Do you know, I struggled so much with the book (and with the review). I kept asking myself the same question over and over again: why don’t I like this more? In principle, I should. I like regencies, I like her writing, heck, I like farces, repartee. It SHOULD have been a great book for me. It just …wasn’t. I think yes, it has to do with my ever evolving reading tastes to the point where now I am asking myself something else. If I read Jane Austen, Emily Bronte right NOW, what would I think about their book? I read them all before ever opening a modern romance novel.How has this experience changed my reading? I don’t know if I WANT to know the answer though.

    You are SO right though: there were a couple of instances where people thought Richard was having an affair with a young man and not only that last scene where they kiss. Great point.

  • Bridget Locke
    August 25, 2009 at 1:15 pm

    Hmmm…I admit to not being a big fan of Heyer. I’ve read 2 and wasn’t impressed by either.

    I think my 2 biggest issues I have with her are: 1. She uses way too much slang and 2. she threw in mysteries or side stories that made no sense towards the rest of the story. Usually I spent more time flipping back to previous pages to figure out what I missed and I HATE doing that. 😛

  • Rose Lerner
    August 25, 2009 at 7:18 pm

    This was the first Heyer I ever read. A friend of mine loaned it to me in 7th grade, and there were catchphrases from it we would say ALL THE TIME (“One does one’s poor best!”).

    But I agree, it is not her best hero/heroine relationship, and the age difference is pretty squicky because Pen is SO child-like. And the way Richard treated her did NOT seem romantic to me as a kid who really hated to be patronized. I remember me and my friend picking out scenes where Heyer could have changed like one sentence and made Pen’s characterization SO much less disturbing (for example, if she had ever shown the slightest bit of concern that Piers wouldn’t want her anymore).

    I loved it so much that I’m actually afraid to re-read it now because I’m pretty sure it wouldn’t hold up as well as some of her others. (She can be a bit hit-or-miss, IMO, but when she hits, she hits.)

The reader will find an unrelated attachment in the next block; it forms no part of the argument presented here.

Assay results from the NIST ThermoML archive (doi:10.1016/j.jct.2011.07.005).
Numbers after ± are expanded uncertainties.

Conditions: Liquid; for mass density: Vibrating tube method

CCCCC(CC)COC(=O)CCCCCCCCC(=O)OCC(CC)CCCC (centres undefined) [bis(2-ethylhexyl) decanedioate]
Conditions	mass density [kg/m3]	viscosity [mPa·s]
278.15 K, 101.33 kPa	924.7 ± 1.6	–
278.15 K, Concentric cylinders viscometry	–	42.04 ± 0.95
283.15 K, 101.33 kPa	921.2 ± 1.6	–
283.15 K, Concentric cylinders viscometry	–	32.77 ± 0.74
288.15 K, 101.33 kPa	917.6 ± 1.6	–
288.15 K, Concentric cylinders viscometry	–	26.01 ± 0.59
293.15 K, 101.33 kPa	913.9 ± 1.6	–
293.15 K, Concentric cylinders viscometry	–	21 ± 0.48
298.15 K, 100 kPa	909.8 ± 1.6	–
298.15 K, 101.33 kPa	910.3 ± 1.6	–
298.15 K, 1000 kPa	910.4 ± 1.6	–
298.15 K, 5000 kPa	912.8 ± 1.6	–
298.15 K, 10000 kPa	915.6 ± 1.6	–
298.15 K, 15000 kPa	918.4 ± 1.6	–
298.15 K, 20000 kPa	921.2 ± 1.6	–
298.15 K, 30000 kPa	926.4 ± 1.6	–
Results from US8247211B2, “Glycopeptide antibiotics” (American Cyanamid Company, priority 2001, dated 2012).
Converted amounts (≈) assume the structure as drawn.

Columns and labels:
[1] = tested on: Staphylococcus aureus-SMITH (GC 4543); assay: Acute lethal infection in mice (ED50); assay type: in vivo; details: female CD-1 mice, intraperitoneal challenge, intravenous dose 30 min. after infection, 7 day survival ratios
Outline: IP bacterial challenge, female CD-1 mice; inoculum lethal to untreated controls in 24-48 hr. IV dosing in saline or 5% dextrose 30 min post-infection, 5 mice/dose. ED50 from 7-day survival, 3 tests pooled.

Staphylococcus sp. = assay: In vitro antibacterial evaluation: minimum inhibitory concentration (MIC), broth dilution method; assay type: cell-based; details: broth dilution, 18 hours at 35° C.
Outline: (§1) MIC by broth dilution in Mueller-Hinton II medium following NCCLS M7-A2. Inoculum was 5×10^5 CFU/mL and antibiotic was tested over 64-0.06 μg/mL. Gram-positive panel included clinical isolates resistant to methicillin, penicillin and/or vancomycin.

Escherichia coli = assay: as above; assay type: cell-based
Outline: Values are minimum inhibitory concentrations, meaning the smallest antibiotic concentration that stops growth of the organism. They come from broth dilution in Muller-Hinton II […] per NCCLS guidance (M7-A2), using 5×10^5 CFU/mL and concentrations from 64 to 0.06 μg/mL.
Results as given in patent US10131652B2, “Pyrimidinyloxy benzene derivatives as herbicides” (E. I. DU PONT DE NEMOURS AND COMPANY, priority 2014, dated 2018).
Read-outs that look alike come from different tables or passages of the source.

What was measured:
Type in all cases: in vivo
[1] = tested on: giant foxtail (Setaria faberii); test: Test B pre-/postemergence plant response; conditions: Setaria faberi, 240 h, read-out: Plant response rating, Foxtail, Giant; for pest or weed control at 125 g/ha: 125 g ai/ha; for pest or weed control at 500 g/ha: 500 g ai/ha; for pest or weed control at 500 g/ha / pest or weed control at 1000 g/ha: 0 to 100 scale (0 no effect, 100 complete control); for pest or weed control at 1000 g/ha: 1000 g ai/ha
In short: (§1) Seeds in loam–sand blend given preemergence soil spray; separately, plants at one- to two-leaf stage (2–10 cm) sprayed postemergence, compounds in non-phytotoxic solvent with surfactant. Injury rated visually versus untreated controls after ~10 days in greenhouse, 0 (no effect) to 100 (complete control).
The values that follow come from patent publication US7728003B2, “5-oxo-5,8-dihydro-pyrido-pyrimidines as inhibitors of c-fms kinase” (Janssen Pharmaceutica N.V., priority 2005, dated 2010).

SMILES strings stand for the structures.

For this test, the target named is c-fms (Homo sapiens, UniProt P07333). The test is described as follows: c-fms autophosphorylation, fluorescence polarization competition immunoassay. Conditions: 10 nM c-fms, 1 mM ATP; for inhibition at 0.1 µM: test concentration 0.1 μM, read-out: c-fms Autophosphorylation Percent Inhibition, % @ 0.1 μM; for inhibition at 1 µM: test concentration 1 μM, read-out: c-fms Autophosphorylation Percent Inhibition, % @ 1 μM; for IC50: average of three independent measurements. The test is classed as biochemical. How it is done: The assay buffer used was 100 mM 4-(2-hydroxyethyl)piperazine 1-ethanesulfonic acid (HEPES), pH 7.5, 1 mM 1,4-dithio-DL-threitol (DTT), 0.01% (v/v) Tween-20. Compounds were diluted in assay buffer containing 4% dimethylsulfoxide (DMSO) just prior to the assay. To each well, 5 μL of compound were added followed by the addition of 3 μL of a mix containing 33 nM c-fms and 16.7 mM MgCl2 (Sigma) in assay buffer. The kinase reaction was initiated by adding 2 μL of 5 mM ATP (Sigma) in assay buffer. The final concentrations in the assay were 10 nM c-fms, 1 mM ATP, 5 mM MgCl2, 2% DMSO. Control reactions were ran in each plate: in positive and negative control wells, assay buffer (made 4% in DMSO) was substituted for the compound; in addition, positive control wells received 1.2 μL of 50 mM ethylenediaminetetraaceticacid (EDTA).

I’d recommend trying “The Grand Sophy” before you give up entirely–the romance is still understated but the plot arcs much more smoothly and Sophy is amazing. I’ve even loaned it to several of my friends who are not Heyer fans and they’ve all enjoyed it.

  • KMont
    August 26, 2009 at 12:17 pm

    Eh. I won a Heyer book via a Smart Bitches/Sourcebook contest. I could not get into it and it awaits me should I ever decide to try again.

    At least you gave this one your all. It does sound good, despite the lack in the romance section.

  • Janet W
    August 26, 2009 at 1:17 pm

    I liked Heyer so much I even like reading “meh” reviews! Anything to get my fix. But yeah, not one of her bestbestbest, is it? Like you, I loved the dialogue between Richard and his family and friends.

    Convenient Marriage, yep, not so great. But Frederica, I love. There are so many great Heyer books it’s too bad you read 2 out of 3 that you didn’t particularly care for.

    Try Venetia or Friday’s Child 🙂 Or Cotillion … or on and on and on! 😆

  • GrowlyCub
    August 26, 2009 at 7:56 pm

    I love ‘The Convenient Marriage’. Not so much the plot, which is a bit silly, but the subtle bits of POV of Rule we get here and there. I love seeing a self-confident hero develop doubts about his desirability, especially since he never had that issue before.

    ‘Frederica’ is way too farcical for my taste and I don’t ‘do’ kids, but it has a few nice moments. ‘The Corinthian’ is also not among my favorites, mostly because I’m not into suspense subplots.

  • GrowlyCub
    August 26, 2009 at 7:57 pm